The LCD screen's power consumption could lead to a shorter battery life, which means shorter recording time. Of course, you can still record with the screen closed, but that would only be useful if you never need to move the camcorder, which is almost unlikely in all situations.
Personally, I've always had a good impression of Canon's digital camcorders. The picture quality was almost always on par with Sony's, but at a lower price. And this was validated by expert reviews. (Panasonic camcorders also score well in picture quality.) The Legria HF200 continues to reinforce this impression and I feel comforted by this. Definitely a worthwhile recording device to get. And with PC Show just around the corner in June, you might be able to get one with a few freebies!
Monday, May 18, 2009
Some time back, I had a chance to test the X-Mini portable speakers. But since I'm not the kind who listens to music all day every day, I didn't have a chance to really test it out until recently. And I must say that the X-Mini's small size is hugely deceiving.
The X-Mini is a small, spherical object that fits comfortably in the palm of your hand. To use it, you need to flick the power switch, then twist the shell open. The centre piece, known as the "accordion", is supposedly the secret behind the X-Mini's audio quality. Apparently, it delivers a superior bass experience to amplify your enjoyment.
Using it with my iPod, the music played about as well as through the earphones, based on my non-audiophilic test. In other words, I can tell that the quality is good enough for me to enjoy my music. True audiophiles may find it wanting, though, but then, what would you expect from portable speakers?
From the manual and website, I couldn't tell if the audio that came out was in true stereo quality. Nonetheless, what came out of the speakers sounded like stereo. The music definitely sounded richer, compared to my other portable speaker, which only plays mono sound.
Such sound quality would require a lot of energy. Fortunately, you don't have to weigh yourself down with AA batteries, since the X-Mini comes with its own built-in rechargeable battery. Recharging is done through a USB connection.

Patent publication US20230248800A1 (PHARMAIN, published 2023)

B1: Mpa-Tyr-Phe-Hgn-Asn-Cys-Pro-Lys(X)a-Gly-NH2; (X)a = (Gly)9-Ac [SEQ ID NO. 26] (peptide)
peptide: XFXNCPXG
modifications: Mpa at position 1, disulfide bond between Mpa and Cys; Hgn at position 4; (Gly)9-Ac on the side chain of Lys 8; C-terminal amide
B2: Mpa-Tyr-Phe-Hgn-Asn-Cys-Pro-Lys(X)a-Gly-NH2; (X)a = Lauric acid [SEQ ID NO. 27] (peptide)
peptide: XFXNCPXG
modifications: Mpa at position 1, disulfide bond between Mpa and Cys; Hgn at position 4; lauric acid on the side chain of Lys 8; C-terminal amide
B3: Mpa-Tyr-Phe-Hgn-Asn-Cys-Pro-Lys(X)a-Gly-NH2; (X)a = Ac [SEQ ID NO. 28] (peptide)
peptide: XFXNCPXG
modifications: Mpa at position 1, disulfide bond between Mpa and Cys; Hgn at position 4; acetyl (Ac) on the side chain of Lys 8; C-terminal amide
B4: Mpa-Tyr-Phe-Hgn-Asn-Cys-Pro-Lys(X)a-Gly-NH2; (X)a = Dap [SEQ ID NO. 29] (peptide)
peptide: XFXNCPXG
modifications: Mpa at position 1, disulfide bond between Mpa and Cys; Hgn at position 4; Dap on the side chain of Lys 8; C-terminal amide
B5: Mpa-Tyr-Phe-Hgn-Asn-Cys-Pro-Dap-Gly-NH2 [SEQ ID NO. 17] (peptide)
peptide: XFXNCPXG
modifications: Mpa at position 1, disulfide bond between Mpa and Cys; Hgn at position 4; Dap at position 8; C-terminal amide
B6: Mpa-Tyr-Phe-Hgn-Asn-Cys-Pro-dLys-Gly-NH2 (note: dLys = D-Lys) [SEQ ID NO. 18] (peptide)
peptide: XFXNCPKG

A word of caution: charge the battery before using the speakers. When I used the speakers with the USB wire still plugged to my laptop, I got static after a minute of iPod playback. This bug has probably been fixed in newer versions of the X-Mini.
To find out more about this made-in-Singapore product or to browse the rest of the range, visit the X-Mini website.
Saturday, May 09, 2009
To compete with Apple's iPhone, Google produced its Android platform for smartphones. Unlike Apple, though, Google doesn't make its phones. Instead, it has made Android an open source system that can be used by 3rd party phone manufacturers. Like HTC.
The HTC Dream is a bulky, heavy black coloured smartphone that contains the Google Android goodness. Unlike the slim and sexy Apple iPhone, the Dream is a device that was clearly not designed for handbags or trouser pockets. Instead, its size and weight suggest that it's meant as a desktop alternative, i.e. something you carry in a bag.
Which is pitiful because other phone manufacturers, like Nokia, have been able to cram a full-sized, slide out QWERTY keyboard without compromising on weight. This suspiciously makes the Dream seem like a first generation device that's being beta tested on the public.
Fortunately, most of the rest of the phone is top notch. Like any good smartphone, it features a touchscreen that I found to be responsive to my fingers. There were a few times when it thought that I'd pressed another button or required a firmer push on the screen to react, but overall, I found it a pleasant experience. Though it did take me a while to realise that I could scroll by flicking my finger across the screen, instead of relying on the physical scroll ball at the bottom.
Unlike the iPhone, though, the Dream does not have any on-screen touch-based keyboard. Instead, all typing has to be done through the keyboard. You flip the phone to the side, slide the screen out, and you now have access to the keyboard. Meanwhile, the screen's display flips to landscape view automatically. Unfortunately, typing wasn't as easy as I found it to be, especially for the right hand. This is because of the navigation buttons found at the bottom/right of the phone. This bulky area hindered my right hand from typing smoothly, unlike how it was for my left hand. So right-handed people, which is more than 50% of the population: beware!